Narciso (1597-1599)

Caravaggio (1571-1610)

Narciso (Narcissus)
Oil on canvas, 113.3 x 94 cm
Palazzo Barberini, Roma

The classical myth of Narcissus had been frequently represented since antiquity, but the version by Caravaggio is distinguished by its unusual compositional scheme, conceived rather like a playing card: the lower half is a mirror image of the upper, as if the painter had turned the upper part of the canvas through 180 degrees to obtain the figure’s reflected image. The composition is appropriate to the story of the young hunter who fell in love with his own image mirrored in the water. The device of the naked knee is the visual pivot of the painting, while the puffed sleeves guide the viewer’s gaze to the hand immersed in the water, with Narcissus vainly seeking to embrace the beguiling form of his own image, as recounted in Book III of Ovid’s Metamorphoses. His lips are parted, suggesting the climax of Narcissus’ longing: having realized the paradoxical nature of his passion, he wastes away on the verge of the spring. (Galleria Barberini)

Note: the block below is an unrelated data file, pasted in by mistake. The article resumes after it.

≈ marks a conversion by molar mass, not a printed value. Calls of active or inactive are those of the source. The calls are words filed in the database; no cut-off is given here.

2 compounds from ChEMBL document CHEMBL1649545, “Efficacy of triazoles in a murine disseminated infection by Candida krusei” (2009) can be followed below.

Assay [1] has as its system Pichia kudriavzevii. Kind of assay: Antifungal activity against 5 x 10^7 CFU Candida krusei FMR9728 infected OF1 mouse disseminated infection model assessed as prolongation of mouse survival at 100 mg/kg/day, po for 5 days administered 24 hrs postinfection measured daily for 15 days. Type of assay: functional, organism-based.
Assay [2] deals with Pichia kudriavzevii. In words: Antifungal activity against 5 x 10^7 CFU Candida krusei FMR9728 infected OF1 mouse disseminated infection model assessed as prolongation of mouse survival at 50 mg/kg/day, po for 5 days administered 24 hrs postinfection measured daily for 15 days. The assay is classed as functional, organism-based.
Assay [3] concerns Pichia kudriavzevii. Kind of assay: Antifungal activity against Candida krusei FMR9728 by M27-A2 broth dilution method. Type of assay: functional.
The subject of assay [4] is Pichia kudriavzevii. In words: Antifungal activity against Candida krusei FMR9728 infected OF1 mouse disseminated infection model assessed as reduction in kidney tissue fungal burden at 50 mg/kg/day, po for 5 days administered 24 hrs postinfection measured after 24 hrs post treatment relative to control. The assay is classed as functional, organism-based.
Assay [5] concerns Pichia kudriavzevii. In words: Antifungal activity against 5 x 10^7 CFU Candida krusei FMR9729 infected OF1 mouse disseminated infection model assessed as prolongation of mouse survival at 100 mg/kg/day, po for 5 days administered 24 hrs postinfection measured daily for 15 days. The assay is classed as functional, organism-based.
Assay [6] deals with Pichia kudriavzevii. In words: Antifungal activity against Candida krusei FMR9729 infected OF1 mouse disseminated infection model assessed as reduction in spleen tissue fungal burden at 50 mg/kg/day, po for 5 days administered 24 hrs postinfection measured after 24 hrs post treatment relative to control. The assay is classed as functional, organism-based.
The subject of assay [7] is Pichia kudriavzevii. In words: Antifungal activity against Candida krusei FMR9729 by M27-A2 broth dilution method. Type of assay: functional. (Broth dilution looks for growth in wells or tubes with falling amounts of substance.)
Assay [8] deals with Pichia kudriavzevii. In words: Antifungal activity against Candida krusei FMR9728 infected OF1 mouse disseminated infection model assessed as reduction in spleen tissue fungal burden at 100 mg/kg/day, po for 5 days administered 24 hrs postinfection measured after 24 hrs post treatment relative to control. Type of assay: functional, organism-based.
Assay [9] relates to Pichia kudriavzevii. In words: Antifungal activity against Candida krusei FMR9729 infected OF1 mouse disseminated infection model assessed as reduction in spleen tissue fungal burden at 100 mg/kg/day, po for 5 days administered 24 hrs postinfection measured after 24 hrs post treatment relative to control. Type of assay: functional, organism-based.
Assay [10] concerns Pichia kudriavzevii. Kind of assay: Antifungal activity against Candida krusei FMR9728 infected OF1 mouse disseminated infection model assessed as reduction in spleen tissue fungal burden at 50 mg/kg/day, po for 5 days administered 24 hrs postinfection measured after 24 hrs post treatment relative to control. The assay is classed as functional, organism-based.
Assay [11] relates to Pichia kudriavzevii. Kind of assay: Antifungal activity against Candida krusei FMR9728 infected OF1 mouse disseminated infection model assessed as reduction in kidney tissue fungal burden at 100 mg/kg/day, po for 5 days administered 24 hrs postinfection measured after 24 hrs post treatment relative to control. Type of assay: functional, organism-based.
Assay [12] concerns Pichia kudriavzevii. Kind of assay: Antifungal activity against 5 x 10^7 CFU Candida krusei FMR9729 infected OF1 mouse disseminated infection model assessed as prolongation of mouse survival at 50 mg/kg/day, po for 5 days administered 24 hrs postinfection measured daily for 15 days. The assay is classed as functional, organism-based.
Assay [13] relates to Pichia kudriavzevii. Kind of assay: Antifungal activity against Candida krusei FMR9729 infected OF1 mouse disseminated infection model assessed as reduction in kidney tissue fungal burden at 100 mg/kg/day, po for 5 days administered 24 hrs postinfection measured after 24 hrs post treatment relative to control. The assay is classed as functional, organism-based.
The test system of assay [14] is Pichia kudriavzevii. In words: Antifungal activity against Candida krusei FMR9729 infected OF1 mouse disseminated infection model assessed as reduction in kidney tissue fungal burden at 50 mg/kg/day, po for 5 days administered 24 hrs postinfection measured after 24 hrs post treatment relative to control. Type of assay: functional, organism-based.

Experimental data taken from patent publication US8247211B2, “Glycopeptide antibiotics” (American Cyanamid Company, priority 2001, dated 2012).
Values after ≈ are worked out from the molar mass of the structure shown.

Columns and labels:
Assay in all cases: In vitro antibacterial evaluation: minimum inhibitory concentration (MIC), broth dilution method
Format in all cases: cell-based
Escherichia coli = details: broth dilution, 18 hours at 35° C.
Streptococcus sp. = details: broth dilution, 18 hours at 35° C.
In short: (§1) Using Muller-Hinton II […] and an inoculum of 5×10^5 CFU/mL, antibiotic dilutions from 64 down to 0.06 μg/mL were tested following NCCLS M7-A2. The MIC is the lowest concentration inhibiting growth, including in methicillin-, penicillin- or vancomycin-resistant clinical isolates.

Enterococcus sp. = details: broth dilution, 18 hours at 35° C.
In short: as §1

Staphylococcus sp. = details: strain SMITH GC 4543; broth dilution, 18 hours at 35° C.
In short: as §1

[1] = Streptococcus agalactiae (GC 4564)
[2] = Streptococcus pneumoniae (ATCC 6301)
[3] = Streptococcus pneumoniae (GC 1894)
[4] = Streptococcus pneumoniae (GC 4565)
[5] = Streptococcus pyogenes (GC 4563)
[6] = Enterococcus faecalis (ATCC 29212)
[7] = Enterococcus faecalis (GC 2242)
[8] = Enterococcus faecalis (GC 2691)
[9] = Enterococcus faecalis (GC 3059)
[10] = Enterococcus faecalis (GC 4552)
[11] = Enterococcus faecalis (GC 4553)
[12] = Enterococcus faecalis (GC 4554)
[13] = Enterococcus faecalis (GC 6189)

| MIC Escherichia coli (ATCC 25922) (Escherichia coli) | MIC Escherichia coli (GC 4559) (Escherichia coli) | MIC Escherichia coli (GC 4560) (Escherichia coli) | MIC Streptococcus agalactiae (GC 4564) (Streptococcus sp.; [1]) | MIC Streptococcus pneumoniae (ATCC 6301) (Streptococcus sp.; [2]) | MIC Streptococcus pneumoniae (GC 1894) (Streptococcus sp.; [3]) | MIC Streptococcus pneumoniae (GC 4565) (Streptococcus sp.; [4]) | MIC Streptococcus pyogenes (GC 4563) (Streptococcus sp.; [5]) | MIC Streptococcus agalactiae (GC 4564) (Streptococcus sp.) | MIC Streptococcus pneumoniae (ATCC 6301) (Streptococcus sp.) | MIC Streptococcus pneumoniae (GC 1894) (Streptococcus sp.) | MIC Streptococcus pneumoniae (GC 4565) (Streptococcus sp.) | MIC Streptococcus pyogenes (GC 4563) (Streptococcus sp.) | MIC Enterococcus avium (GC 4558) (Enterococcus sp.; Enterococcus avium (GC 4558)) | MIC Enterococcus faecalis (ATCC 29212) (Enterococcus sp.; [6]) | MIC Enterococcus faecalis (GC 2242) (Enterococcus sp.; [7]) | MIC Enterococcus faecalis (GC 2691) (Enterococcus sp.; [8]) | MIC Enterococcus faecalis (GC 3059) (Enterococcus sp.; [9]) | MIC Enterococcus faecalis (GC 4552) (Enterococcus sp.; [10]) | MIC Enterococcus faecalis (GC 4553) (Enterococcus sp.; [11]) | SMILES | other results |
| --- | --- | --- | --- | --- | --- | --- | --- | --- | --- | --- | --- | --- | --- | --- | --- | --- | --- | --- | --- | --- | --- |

See also:

• Ovid (43 BC-17/18 AD): The Metamorphoses (English)